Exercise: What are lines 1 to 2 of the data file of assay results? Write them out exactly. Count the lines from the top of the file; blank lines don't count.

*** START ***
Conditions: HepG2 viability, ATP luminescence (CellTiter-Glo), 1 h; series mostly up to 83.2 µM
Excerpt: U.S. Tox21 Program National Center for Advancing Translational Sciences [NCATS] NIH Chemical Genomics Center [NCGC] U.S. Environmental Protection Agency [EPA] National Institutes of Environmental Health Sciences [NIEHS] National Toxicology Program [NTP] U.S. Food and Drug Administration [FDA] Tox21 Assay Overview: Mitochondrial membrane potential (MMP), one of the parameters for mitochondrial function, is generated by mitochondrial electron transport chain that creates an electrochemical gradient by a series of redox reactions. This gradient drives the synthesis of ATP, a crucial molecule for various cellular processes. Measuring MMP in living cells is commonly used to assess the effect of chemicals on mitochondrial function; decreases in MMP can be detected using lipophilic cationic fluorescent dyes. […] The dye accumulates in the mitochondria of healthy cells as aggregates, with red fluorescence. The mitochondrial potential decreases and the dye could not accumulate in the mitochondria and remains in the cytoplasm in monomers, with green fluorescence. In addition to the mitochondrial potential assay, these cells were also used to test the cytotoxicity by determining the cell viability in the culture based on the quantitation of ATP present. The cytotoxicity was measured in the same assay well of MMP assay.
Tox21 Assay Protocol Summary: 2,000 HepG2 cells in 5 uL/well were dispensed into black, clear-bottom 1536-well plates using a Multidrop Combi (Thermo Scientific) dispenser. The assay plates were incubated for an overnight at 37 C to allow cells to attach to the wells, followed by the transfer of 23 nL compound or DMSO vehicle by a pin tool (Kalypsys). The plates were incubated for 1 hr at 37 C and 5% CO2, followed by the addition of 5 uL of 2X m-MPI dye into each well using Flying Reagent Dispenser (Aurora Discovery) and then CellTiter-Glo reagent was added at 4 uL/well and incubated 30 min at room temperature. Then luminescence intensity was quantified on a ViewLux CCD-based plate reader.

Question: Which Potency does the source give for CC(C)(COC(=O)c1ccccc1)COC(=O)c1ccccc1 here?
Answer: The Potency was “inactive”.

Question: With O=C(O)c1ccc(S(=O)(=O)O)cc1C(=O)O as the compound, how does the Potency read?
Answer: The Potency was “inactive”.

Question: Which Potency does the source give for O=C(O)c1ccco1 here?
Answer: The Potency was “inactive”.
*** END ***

Conditions: HepG2 viability, ATP luminescence (CellTiter-Glo), 1 h; series mostly up to 83.2 µM
Excerpt: U.S. Tox21 Program National Center for Advancing Translational Sciences [NCATS] NIH Chemical Genomics Center [NCGC] U.S. Environmental Protection Agency [EPA] National Institutes of Environmental Health Sciences [NIEHS] National Toxicology Program [NTP] U.S. Food and Drug Administration [FDA] Tox21 Assay Overview: Mitochondrial membrane potential (MMP), one of the parameters for mitochondrial function, is generated by mitochondrial electron transport chain that creates an electrochemical gradient by a series of redox reactions. This gradient drives the synthesis of ATP, a crucial molecule for various cellular processes. Measuring MMP in living cells is commonly used to assess the effect of chemicals on mitochondrial function; decreases in MMP can be detected using lipophilic cationic fluorescent dyes. […] The dye accumulates in the mitochondria of healthy cells as aggregates, with red fluorescence. The mitochondrial potential decreases and the dye could not accumulate in the mitochondria and remains in the cytoplasm in monomers, with green fluorescence. In addition to the mitochondrial potential assay, these cells were also used to test the cytotoxicity by determining the cell viability in the culture based on the quantitation of ATP present. The cytotoxicity was measured in the same assay well of MMP assay.